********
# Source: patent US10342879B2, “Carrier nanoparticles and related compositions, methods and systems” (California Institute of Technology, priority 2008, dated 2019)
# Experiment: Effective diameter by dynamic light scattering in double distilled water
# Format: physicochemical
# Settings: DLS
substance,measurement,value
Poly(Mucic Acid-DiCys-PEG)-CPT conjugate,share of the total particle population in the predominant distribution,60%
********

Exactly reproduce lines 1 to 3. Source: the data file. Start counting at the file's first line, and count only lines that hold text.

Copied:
# Source: patent US10342879B2, “Carrier nanoparticles and related compositions, methods and systems” (California Institute of Technology, priority 2008, dated 2019)
# Experiment: Effective diameter by dynamic light scattering in double distilled water
# Format: physicochemical